A Love Letter to Kentucky

Before August, I had never stepped foot in Kentucky.

For the past eight months I lived in Louisville while working on Village Capital’s Agriculture US program. The people I met and lessons I learned far surpass the justice a blog post can deliver, but nevertheless I will try.

Four years ago we chose Louisville as a home base for Village Capital’s food and agriculture work. Why? Kentucky has a great agriculture economy, and it’s been better able than most parts of the country to withstand farmland consolidation. The average size of a farm in Kentucky is 164 acres — well below the national average. This network of small farms provides a unique opportunity for experimentation and innovation, especially as the region transitions out of tobacco.

Kentucky is also a logistics hub and home to a major UPS packaging facility. So much of agriculture today is actually about transportation, and this state is literally in the middle of everything.

Most importantly, though, I quickly learned that Kentucky is home to a strong and intentional entrepreneur ecosystem filled with people who are passionate about real change. So many people are enthusiastic about helping entrepreneurs in Louisville, many of them founders who want to give back the advice they once received. Unlike Silicon Valley and other major startup hubs, Louisville’s entrepreneurs seek to build each other up, rather than beat each other out.

I knew no one when I arrived. It was a Friday afternoon when I pulled into my driveway with a car filled to the brim with belongings. I was dragging my futon frame across my front lawn when the mailman approached me, set down his mail bag, grabbed the other end of my futon and helped me carry it inside. That set the tempo for the next eight months: people doing good because they genuinely want to, with no ulterior motives, expecting nothing in return. Here are a few of them.

Pre-Urban Bourbon Half Marathon in Louisville in October

As Village Capital’s Agriculture Practice Manager, Whitney Muse led by example in everything she did. Her dedication to fostering a community of support surrounding Village Capital in Louisville, to the entrepreneurs, to sustainable agriculture, and to me and my development as an employee is something that no book or college course can teach someone.

Bryce Butler is a man who sums up why I love Louisville so much. He pours himself into his community and the relationships he has within it. As founder and CEO of Access Ventures, Bryce is a huge part of building this entrepreneurial ecosystem in Louisville. Access Ventures is all about creating more inclusive economies. They do this by investing in companies like Scarlet’s Bakery, a bakery that gives second chance employment opportunities to women who have been subjected to human trafficking and spaces like The Park, a coworking space that breeds collaboration and community between a wide range of entrepreneurs, as well as our team at Village Capital.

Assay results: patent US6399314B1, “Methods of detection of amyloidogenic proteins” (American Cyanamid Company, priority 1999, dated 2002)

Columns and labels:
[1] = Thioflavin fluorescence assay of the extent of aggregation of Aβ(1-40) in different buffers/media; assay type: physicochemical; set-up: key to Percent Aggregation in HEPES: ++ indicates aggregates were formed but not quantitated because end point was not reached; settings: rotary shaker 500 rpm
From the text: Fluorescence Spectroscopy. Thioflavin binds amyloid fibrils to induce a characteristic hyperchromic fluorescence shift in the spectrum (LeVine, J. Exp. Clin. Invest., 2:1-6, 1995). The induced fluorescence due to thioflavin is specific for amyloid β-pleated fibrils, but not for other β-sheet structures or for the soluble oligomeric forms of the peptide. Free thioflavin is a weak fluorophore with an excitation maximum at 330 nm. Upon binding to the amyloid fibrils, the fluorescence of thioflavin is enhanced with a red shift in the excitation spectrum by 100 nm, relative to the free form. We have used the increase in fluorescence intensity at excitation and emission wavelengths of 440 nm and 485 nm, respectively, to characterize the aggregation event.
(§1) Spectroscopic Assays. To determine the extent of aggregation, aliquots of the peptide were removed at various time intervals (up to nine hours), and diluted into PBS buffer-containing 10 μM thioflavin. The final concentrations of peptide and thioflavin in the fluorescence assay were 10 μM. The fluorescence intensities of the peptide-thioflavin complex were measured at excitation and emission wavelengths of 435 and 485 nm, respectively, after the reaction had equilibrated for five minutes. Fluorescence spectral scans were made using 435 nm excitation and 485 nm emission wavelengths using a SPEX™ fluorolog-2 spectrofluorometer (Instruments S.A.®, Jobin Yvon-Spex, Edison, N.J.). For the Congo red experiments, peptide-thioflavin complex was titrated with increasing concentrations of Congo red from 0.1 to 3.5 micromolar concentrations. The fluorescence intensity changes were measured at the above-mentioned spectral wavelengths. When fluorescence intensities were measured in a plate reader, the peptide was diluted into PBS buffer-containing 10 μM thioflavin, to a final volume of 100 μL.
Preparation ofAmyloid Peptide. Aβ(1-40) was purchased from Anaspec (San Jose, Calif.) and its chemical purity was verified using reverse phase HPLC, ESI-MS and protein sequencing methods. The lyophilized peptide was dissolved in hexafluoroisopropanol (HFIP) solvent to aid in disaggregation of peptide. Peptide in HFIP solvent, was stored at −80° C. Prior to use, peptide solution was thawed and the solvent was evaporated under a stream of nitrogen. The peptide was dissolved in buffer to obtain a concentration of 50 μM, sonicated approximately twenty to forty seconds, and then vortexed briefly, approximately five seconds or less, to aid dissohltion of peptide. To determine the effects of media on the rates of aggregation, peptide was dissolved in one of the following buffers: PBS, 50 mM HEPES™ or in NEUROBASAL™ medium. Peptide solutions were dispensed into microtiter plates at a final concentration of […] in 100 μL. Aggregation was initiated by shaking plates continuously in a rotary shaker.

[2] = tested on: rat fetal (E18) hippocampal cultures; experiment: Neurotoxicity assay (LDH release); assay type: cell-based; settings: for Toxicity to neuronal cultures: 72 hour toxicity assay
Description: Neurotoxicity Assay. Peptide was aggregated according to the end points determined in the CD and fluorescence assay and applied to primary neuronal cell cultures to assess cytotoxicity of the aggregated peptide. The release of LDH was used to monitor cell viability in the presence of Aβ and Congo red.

The intentionality of Bryce’s work, and the impact of their investments at Access on the community, is tangible and incredibly commendable. Whether it’s discussing strategy behind the Agriculture Program which he was a partner for, watching him lecture to his social enterprise class at the University of Kentucky, or playing dominoes with him and his family on a Saturday night, it’s the same Bryce — 100% authentic 100% of the time. Which holds true for so many people I met in Kentucky. The passion for what people are doing and the relationships they have extend far beyond the 9–5 workday.

When talking about passion and innovation in Louisville, I’d be doing a disservice by not mentioning some of the sensational entrepreneurs that have built their companies here. Fin Gourmet is one of our portfolio companies out of Paducah, KY supplies wild-caught Asian Carp to American households. Fin Gourmet’s founder, Lula Luu, makes a point to hire people who have previously been incarcerated or have been through domestic violence and are in need of a second chance employment. The company recently opened a new factory, and they were featured in Bloomberg Businessweek.

Speaking of passion, Chad Rosen, a Village Capital alumnus and founder and CEO of Victory Hemp Foods, puts his heart and soul into his company, which has created a supply chain for domestically grown hemp. Chad does what he does because he knows the benefit his company can have on the people that eat hemp and experience the direct health benefits (myself included), and the farmers in Kentucky who are transitioning out of tobacco and looking for a more sustainable and higher value crop.

I was lucky enough to spend a couple days working with Chad at Victory Hemp Foods and seeing what the day to day life of three-person startup looks like, getting my hands dirty packaging hemp oil, hearts, and protein. It’s these types of entrepreneurs that inspire me and make me so thankful to work for Village Capital.

There are so many more people that I could talk about. Ultimately, it’s the passion, authenticity, community support and maybe a little bourbon that makes Kentucky the perfect place to foster innovation and real change. So many cities in the United States get overlooked but have an incredible amount of potential. Louisville will always have a hold on my heart as place that taught me how to think beyond my previously limited lens of what makes a startup hub.

Learn more about Village Capital’s work in Kentucky and across the globe on our website and read our insights on Medium.